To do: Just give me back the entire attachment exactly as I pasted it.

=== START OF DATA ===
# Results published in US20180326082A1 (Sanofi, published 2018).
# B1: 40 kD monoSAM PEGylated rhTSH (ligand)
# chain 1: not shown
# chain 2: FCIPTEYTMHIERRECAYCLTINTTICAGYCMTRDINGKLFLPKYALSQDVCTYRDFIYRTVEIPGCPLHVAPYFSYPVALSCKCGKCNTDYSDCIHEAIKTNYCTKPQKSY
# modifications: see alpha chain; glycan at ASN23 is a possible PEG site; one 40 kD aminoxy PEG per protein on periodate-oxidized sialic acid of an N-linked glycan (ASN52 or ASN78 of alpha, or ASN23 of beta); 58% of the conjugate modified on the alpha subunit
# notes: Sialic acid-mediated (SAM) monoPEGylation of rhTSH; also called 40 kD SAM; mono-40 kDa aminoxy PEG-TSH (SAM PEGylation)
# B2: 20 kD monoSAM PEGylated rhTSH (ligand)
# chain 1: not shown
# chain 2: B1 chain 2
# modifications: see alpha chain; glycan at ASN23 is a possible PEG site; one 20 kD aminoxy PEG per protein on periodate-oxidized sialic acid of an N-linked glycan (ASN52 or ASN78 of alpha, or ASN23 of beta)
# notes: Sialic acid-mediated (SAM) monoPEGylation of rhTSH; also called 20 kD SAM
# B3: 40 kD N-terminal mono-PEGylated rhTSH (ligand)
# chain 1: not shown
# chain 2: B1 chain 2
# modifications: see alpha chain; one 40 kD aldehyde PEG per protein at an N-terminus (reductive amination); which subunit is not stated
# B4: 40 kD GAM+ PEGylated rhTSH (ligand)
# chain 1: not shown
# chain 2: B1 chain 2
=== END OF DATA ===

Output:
# Results published in US20180326082A1 (Sanofi, published 2018).
# B1: 40 kD monoSAM PEGylated rhTSH (ligand)
# chain 1: not shown
# chain 2: FCIPTEYTMHIERRECAYCLTINTTICAGYCMTRDINGKLFLPKYALSQDVCTYRDFIYRTVEIPGCPLHVAPYFSYPVALSCKCGKCNTDYSDCIHEAIKTNYCTKPQKSY
# modifications: see alpha chain; glycan at ASN23 is a possible PEG site; one 40 kD aminoxy PEG per protein on periodate-oxidized sialic acid of an N-linked glycan (ASN52 or ASN78 of alpha, or ASN23 of beta); 58% of the conjugate modified on the alpha subunit
# notes: Sialic acid-mediated (SAM) monoPEGylation of rhTSH; also called 40 kD SAM; mono-40 kDa aminoxy PEG-TSH (SAM PEGylation)
# B2: 20 kD monoSAM PEGylated rhTSH (ligand)
# chain 1: not shown
# chain 2: B1 chain 2
# modifications: see alpha chain; glycan at ASN23 is a possible PEG site; one 20 kD aminoxy PEG per protein on periodate-oxidized sialic acid of an N-linked glycan (ASN52 or ASN78 of alpha, or ASN23 of beta)
# notes: Sialic acid-mediated (SAM) monoPEGylation of rhTSH; also called 20 kD SAM
# B3: 40 kD N-terminal mono-PEGylated rhTSH (ligand)
# chain 1: not shown
# chain 2: B1 chain 2
# modifications: see alpha chain; one 40 kD aldehyde PEG per protein at an N-terminus (reductive amination); which subunit is not stated
# B4: 40 kD GAM+ PEGylated rhTSH (ligand)
# chain 1: not shown
# chain 2: B1 chain 2